Wi-Fi HaLow is an adaptation of the widespread Wi-Fi technology for the Internet of Things scenarios. Such scenarios often involve numerous wireless stations connected to a shared channel, and contention for the channel significantly affects the performance in such networks. Wi-Fi HaLow contains numerous solutions aimed at handling the contention between stations, two of which, namely, the Centralized Authentication Control (CAC) and the Distributed Authentication Control (DAC), address the contention reduction during the link set-up process. The link set-up process is special because the access point knows nothing of the connecting stations and its means of control of these stations are very limited. While DAC is self-adaptive, CAC does require an algorithm to dynamically control its parameters. Being just a framework, the Wi-Fi HaLow standard neither specifies such an algorithm nor recommends which protocol, CAC or DAC, is more suitable in a given situation. In this paper, we solve both issues by developing a novel robust close-to-optimal algorithm for CAC and compare CAC and DAC in a vast set of experiments.
Generalized error-locating codes are discussed. An algorithm for calculation of the upper bound of the probability of erroneous decoding for known code parameters and the input error probability is given. Based on this algorithm, an algorithm for selection of the code parameters for a specified design and input and output error probabilities is constructed. The lower bound of the probability of erroneous decoding is given. Examples of the dependence of the probability of erroneous decoding on the input error probability are given and the behavior of the obtained curves is explained.
The dynamics of a two-component Davydov-Scott (DS) soliton with a small mismatch of the initial location or velocity of the high-frequency (HF) component was investigated within the framework of the Zakharov-type system of two coupled equations for the HF and low-frequency (LF) fields. In this system, the HF field is described by the linear Schrödinger equation with the potential generated by the LF component varying in time and space. The LF component in this system is described by the Korteweg-de Vries equation with a term of quadratic influence of the HF field on the LF field. The frequency of the DS soliton`s component oscillation was found analytically using the balance equation. The perturbed DS soliton was shown to be stable. The analytical results were confirmed by numerical simulations.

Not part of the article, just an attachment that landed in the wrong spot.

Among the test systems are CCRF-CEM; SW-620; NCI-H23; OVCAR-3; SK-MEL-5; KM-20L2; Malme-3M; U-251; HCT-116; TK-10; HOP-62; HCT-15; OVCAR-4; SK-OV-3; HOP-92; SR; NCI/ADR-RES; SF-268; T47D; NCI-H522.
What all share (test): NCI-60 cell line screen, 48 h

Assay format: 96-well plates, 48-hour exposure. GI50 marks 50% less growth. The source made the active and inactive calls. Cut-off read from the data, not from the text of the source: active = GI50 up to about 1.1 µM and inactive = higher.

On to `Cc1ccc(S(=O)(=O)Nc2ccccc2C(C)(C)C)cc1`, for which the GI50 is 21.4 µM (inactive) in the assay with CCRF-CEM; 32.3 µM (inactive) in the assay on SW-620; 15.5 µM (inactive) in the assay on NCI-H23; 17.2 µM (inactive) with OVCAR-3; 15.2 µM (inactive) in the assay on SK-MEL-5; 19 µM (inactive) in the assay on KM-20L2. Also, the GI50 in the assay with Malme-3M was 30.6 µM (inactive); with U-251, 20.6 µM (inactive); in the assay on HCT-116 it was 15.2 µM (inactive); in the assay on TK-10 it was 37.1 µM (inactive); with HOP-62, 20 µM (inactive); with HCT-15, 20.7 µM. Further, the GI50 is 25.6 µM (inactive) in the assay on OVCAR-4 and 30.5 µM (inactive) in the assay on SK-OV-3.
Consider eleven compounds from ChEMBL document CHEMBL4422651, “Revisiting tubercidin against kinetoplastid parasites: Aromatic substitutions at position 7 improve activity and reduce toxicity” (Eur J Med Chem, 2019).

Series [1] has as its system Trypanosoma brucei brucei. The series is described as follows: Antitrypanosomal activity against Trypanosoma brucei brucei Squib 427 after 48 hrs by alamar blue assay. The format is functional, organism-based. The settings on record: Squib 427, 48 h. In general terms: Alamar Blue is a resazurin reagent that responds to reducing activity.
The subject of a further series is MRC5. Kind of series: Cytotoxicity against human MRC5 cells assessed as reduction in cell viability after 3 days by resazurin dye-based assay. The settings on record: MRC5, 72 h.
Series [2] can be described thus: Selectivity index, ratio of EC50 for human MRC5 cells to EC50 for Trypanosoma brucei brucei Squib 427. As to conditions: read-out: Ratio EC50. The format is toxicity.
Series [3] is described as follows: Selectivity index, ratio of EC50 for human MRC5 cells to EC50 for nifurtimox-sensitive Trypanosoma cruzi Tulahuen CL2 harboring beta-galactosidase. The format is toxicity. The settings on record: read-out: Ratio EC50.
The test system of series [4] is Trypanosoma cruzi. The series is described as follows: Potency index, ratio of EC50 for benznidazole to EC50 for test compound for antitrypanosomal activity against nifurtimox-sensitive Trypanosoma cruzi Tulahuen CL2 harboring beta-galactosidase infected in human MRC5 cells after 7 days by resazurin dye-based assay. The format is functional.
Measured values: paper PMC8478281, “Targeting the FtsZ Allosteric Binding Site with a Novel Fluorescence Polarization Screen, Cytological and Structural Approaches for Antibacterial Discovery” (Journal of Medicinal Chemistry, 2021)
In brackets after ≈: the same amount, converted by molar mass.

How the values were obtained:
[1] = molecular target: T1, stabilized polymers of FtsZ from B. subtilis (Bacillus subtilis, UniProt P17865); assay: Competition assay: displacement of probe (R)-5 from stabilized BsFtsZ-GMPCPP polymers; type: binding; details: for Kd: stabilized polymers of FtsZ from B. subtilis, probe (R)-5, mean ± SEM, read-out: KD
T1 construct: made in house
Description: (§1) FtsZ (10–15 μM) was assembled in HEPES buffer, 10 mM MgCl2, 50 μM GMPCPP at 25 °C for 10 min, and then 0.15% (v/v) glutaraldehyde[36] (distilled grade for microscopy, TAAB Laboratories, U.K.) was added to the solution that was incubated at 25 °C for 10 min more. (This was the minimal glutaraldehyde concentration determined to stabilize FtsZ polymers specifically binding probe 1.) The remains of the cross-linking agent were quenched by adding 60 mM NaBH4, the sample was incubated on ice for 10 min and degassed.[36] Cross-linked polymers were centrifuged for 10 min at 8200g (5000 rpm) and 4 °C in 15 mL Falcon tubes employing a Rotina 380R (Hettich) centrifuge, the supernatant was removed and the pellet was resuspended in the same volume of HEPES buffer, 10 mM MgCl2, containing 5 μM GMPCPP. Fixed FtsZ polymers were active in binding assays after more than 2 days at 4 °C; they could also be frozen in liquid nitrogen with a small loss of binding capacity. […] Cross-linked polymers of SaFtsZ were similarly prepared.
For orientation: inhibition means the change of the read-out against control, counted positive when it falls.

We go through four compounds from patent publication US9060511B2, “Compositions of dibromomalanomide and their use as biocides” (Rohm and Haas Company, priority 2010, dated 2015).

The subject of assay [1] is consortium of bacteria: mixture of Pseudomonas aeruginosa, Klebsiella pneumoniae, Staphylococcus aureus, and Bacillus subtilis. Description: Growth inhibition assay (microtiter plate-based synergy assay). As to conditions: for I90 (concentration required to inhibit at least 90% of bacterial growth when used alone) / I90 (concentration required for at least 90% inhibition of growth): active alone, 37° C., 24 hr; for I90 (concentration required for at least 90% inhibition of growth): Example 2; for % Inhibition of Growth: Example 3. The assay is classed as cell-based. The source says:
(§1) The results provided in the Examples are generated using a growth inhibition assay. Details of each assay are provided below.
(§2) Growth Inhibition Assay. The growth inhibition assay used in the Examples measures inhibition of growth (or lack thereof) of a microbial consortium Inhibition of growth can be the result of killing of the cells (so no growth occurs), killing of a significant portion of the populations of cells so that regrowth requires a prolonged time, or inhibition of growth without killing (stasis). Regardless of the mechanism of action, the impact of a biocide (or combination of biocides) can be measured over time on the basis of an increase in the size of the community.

Radiation conditions are described for various space regions, radiation-induced effects in spacecraft materials and equipment components are considered and information on theoretical, computational, and experimental methods for studying radiation effects are presented. The peculiarities of radiation effects on nanostructures and some problems related to modeling and radiation testing of such structures are considered.
This volume presents new results in the study and optimization of information transmission models in telecommunication networks using different approaches, mainly based on theiries of queueing systems and queueing networks .
The paper provides a number of proposed draft operational guidelines for technology measurement and includes a number of tentative technology definitions to be used for statistical purposes, principles for identification and classification of potentially growing technology areas, suggestions on the survey strategies and indicators. These are the key components of an internationally harmonized framework for collecting and interpreting technology data that would need to be further developed through a broader consultation process. A summary of definitions of technology already available in OECD manuals and the stocktaking results are provided in the Annex section.